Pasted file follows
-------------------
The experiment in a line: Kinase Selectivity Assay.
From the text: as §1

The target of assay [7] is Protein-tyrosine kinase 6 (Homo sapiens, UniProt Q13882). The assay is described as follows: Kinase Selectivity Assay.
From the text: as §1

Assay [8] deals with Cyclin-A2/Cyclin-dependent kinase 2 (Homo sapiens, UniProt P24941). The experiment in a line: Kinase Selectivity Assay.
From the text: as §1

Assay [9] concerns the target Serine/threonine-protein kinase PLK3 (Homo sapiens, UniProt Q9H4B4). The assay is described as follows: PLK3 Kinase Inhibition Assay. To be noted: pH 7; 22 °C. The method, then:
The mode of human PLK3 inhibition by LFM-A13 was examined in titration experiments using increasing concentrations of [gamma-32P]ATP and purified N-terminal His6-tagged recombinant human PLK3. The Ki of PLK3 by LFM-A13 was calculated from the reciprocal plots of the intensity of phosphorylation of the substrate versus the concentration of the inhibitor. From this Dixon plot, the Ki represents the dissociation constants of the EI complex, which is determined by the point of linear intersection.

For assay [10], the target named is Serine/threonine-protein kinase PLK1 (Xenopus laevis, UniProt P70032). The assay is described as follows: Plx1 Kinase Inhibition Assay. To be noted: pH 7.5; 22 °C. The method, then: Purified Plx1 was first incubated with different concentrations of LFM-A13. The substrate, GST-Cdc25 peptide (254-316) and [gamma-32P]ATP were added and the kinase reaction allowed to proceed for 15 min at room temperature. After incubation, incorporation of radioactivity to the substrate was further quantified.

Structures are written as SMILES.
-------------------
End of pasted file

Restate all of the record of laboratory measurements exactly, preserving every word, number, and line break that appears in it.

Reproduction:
The experiment in a line: Kinase Selectivity Assay.
From the text: as §1

The target of assay [7] is Protein-tyrosine kinase 6 (Homo sapiens, UniProt Q13882). The assay is described as follows: Kinase Selectivity Assay.
From the text: as §1

Assay [8] deals with Cyclin-A2/Cyclin-dependent kinase 2 (Homo sapiens, UniProt P24941). The experiment in a line: Kinase Selectivity Assay.
From the text: as §1

Assay [9] concerns the target Serine/threonine-protein kinase PLK3 (Homo sapiens, UniProt Q9H4B4). The assay is described as follows: PLK3 Kinase Inhibition Assay. To be noted: pH 7; 22 °C. The method, then:
The mode of human PLK3 inhibition by LFM-A13 was examined in titration experiments using increasing concentrations of [gamma-32P]ATP and purified N-terminal His6-tagged recombinant human PLK3. The Ki of PLK3 by LFM-A13 was calculated from the reciprocal plots of the intensity of phosphorylation of the substrate versus the concentration of the inhibitor. From this Dixon plot, the Ki represents the dissociation constants of the EI complex, which is determined by the point of linear intersection.

For assay [10], the target named is Serine/threonine-protein kinase PLK1 (Xenopus laevis, UniProt P70032). The assay is described as follows: Plx1 Kinase Inhibition Assay. To be noted: pH 7.5; 22 °C. The method, then: Purified Plx1 was first incubated with different concentrations of LFM-A13. The substrate, GST-Cdc25 peptide (254-316) and [gamma-32P]ATP were added and the kinase reaction allowed to proceed for 15 min at room temperature. After incubation, incorporation of radioactivity to the substrate was further quantified.

Structures are written as SMILES.